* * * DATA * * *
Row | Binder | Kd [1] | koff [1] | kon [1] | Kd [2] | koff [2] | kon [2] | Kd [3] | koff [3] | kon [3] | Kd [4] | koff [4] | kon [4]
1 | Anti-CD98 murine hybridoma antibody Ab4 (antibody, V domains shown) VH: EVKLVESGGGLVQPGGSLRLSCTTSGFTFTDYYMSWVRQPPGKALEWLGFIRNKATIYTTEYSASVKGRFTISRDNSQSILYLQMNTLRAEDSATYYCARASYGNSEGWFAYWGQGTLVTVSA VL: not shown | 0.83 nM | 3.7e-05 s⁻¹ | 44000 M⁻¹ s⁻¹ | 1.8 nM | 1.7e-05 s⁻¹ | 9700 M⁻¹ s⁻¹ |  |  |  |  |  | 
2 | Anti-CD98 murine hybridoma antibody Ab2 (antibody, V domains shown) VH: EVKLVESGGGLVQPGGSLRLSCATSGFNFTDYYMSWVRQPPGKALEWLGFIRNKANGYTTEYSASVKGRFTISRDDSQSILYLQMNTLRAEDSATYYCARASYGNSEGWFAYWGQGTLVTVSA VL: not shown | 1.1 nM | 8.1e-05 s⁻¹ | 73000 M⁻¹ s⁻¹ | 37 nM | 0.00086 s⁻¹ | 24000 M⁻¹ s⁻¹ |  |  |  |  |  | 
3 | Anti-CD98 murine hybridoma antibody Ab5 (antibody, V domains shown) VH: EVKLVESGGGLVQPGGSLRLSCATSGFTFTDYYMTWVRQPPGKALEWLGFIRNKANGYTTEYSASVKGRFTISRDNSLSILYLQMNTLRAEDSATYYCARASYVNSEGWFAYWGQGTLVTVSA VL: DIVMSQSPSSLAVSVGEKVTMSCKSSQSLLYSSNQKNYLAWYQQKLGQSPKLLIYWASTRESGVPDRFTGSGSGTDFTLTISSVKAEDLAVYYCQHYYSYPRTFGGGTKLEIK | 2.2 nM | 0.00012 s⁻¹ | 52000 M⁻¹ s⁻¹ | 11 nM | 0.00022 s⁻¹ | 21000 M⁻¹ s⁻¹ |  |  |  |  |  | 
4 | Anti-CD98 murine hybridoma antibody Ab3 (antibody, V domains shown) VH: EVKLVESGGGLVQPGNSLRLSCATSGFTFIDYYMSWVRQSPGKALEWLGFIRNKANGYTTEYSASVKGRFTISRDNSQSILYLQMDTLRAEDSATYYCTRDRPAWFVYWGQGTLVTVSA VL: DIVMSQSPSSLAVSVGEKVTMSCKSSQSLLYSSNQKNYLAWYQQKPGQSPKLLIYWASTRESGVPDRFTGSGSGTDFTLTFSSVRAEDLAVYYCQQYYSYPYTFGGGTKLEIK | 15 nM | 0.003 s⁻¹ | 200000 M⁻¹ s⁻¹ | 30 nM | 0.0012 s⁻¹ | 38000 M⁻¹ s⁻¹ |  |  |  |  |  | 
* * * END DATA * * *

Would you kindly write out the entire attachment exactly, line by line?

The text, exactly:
Row | Binder | Kd [1] | koff [1] | kon [1] | Kd [2] | koff [2] | kon [2] | Kd [3] | koff [3] | kon [3] | Kd [4] | koff [4] | kon [4]
1 | Anti-CD98 murine hybridoma antibody Ab4 (antibody, V domains shown) VH: EVKLVESGGGLVQPGGSLRLSCTTSGFTFTDYYMSWVRQPPGKALEWLGFIRNKATIYTTEYSASVKGRFTISRDNSQSILYLQMNTLRAEDSATYYCARASYGNSEGWFAYWGQGTLVTVSA VL: not shown | 0.83 nM | 3.7e-05 s⁻¹ | 44000 M⁻¹ s⁻¹ | 1.8 nM | 1.7e-05 s⁻¹ | 9700 M⁻¹ s⁻¹ |  |  |  |  |  | 
2 | Anti-CD98 murine hybridoma antibody Ab2 (antibody, V domains shown) VH: EVKLVESGGGLVQPGGSLRLSCATSGFNFTDYYMSWVRQPPGKALEWLGFIRNKANGYTTEYSASVKGRFTISRDDSQSILYLQMNTLRAEDSATYYCARASYGNSEGWFAYWGQGTLVTVSA VL: not shown | 1.1 nM | 8.1e-05 s⁻¹ | 73000 M⁻¹ s⁻¹ | 37 nM | 0.00086 s⁻¹ | 24000 M⁻¹ s⁻¹ |  |  |  |  |  | 
3 | Anti-CD98 murine hybridoma antibody Ab5 (antibody, V domains shown) VH: EVKLVESGGGLVQPGGSLRLSCATSGFTFTDYYMTWVRQPPGKALEWLGFIRNKANGYTTEYSASVKGRFTISRDNSLSILYLQMNTLRAEDSATYYCARASYVNSEGWFAYWGQGTLVTVSA VL: DIVMSQSPSSLAVSVGEKVTMSCKSSQSLLYSSNQKNYLAWYQQKLGQSPKLLIYWASTRESGVPDRFTGSGSGTDFTLTISSVKAEDLAVYYCQHYYSYPRTFGGGTKLEIK | 2.2 nM | 0.00012 s⁻¹ | 52000 M⁻¹ s⁻¹ | 11 nM | 0.00022 s⁻¹ | 21000 M⁻¹ s⁻¹ |  |  |  |  |  | 
4 | Anti-CD98 murine hybridoma antibody Ab3 (antibody, V domains shown) VH: EVKLVESGGGLVQPGNSLRLSCATSGFTFIDYYMSWVRQSPGKALEWLGFIRNKANGYTTEYSASVKGRFTISRDNSQSILYLQMDTLRAEDSATYYCTRDRPAWFVYWGQGTLVTVSA VL: DIVMSQSPSSLAVSVGEKVTMSCKSSQSLLYSSNQKNYLAWYQQKPGQSPKLLIYWASTRESGVPDRFTGSGSGTDFTLTFSSVRAEDLAVYYCQQYYSYPYTFGGGTKLEIK | 15 nM | 0.003 s⁻¹ | 200000 M⁻¹ s⁻¹ | 30 nM | 0.0012 s⁻¹ | 38000 M⁻¹ s⁻¹ |  |  |  |  |  | 